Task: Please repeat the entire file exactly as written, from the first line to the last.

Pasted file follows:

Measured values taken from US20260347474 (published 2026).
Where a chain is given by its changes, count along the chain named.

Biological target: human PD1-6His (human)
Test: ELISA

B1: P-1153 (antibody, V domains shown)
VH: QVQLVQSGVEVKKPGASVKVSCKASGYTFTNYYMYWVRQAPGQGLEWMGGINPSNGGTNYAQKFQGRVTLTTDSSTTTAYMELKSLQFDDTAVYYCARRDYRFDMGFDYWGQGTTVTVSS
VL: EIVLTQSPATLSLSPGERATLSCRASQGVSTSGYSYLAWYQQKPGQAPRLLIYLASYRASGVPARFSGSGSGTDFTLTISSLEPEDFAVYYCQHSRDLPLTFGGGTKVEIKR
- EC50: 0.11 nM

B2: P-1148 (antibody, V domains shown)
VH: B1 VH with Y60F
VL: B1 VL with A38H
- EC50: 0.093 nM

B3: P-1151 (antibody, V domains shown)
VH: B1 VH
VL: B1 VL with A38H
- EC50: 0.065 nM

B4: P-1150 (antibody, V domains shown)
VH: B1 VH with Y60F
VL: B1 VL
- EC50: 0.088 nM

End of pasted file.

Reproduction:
Measured values taken from US20260347474 (published 2026).
Where a chain is given by its changes, count along the chain named.

Biological target: human PD1-6His (human)
Test: ELISA

B1: P-1153 (antibody, V domains shown)
VH: QVQLVQSGVEVKKPGASVKVSCKASGYTFTNYYMYWVRQAPGQGLEWMGGINPSNGGTNYAQKFQGRVTLTTDSSTTTAYMELKSLQFDDTAVYYCARRDYRFDMGFDYWGQGTTVTVSS
VL: EIVLTQSPATLSLSPGERATLSCRASQGVSTSGYSYLAWYQQKPGQAPRLLIYLASYRASGVPARFSGSGSGTDFTLTISSLEPEDFAVYYCQHSRDLPLTFGGGTKVEIKR
- EC50: 0.11 nM

B2: P-1148 (antibody, V domains shown)
VH: B1 VH with Y60F
VL: B1 VL with A38H
- EC50: 0.093 nM

B3: P-1151 (antibody, V domains shown)
VH: B1 VH
VL: B1 VL with A38H
- EC50: 0.065 nM

B4: P-1150 (antibody, V domains shown)
VH: B1 VH with Y60F
VL: B1 VL
- EC50: 0.088 nM